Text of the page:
Plant distribution is fascinating. Studying it reveals so much about the history of our planet. The puzzle posed by fossil plants (and animals) showing up in rocks from the same geological era in both Africa and South America helped Wegener on his way to the theory of plate tectonics, which clarified so much that had previously been clouded.

Snowdrops contain examples that are restricted to tiny home ranges (for example, Galanthus cilicicus, G. trojanus and G. panjutinii); others that have odd, disjunct populations (for example Galanthus reginae-olgae) and yet others that have ranges spanning thousands of kilometres (for example G. lagodechianus and G. nivalis).

The last of these species, Galanthus nivalis, occurs from the central Pyrenees in the west to the south-east coast of Bulgaria in the east (and possibly in Turkish Thrace); it is found from the Monti Matese in the southern Appenines of Italy, to Poland and Ukraine in the north. In many ways it is the most successful species in the genus, which originated in what is now the Caucasus, repeatedly recolonising marginal habitats from the refugia to which it presumably retreated during glaciations.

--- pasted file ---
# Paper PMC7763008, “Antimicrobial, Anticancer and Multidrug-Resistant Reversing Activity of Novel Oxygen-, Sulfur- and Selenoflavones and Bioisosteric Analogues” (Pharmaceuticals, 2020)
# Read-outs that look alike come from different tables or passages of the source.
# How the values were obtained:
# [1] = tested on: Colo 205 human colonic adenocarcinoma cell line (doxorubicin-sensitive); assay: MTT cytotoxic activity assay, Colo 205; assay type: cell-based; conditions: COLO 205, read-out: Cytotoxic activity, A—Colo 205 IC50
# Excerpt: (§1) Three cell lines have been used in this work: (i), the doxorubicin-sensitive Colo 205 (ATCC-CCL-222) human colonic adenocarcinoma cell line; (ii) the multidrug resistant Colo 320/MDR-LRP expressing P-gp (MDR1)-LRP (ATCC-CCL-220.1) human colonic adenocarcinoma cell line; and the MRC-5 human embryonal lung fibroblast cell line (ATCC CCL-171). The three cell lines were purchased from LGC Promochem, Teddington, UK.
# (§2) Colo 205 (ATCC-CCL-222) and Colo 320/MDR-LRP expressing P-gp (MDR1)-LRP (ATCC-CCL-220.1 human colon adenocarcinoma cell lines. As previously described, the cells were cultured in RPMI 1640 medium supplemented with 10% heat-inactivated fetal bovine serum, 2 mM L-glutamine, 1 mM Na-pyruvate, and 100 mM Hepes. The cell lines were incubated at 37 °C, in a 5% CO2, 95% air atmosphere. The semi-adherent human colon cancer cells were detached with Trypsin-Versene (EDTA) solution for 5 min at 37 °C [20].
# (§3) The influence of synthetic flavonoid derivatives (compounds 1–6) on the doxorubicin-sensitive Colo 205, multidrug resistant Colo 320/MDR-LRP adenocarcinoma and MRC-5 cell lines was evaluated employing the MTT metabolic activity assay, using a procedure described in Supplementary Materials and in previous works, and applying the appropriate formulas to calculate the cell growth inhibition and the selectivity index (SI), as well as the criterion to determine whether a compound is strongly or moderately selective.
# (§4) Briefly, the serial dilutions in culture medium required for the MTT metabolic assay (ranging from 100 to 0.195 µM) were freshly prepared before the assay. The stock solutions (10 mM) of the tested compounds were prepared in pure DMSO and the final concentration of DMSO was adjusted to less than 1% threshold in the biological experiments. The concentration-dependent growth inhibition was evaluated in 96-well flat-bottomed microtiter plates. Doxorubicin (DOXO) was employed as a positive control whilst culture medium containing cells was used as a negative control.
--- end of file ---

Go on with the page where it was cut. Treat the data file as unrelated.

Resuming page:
It would be surprising indeed if, given this history and its enormous range, G. nivalis were genetically or phenotypically homogeneous. According to the latest research, there are at least two major clades (roughly speaking, lineages) in Galanthus nivalis, which are indistinguishable morphologically but which are probably at least as distinct from one another genetically as, say, G. elwesii and G. gracilis.

I’ve been lucky enough to see G. nivalis across most of its range and have witnessed some of the extraordinary variants on the basic snowdrop body plan thrown up by mutation. Attempting to say anything meaningful about G. nivalis on the basis of a two day trip to Slovenia would be as absurd as describing Homo sapiens after a pub crawl in Surbiton.

So I won’t try. Slovenia, as it happens, is absolutely jam-packed full of snowdrops. Most of the river valleys and mountains in that small but delightful country have their snowdrop populations and, as documented by Jose Bavcon, of the Ljubljana Botanic Garden, in several fascinating books on the subject, they are almost incredibly diverse.

G. nivalis, Slovenia, 29/2/16.
G. nivalis, Slovenia, 29/2/16.

Here are a couple of pictures of typical Slovenian G. nivalis.

 

Galanthus nivalis, SE Slovenia, 29/2/16.
Galanthus nivalis, SE Slovenia, 29/2/16.
Galanthus nivalis, SE Slovenia, 29/2/16.
Galanthus nivalis, SE Slovenia, 29/2/16.

Note the glaucous leaves (usually described as ‘glaucescent’ which, on reflection, I think is too subtle a distinction to be useful), with a faint, pale, longitudinal stripe on the upper surface. The elegant flowers, with longish claws, have a single green mark at the apex of the inner segments, above a pronounced sinus. Classic nivalis.

Then, spend a little time looking, and you see plants like those illustrated below.

G. nivalis, Slovenia, 29/2/16.
G. nivalis, Slovenia, 29/2/16.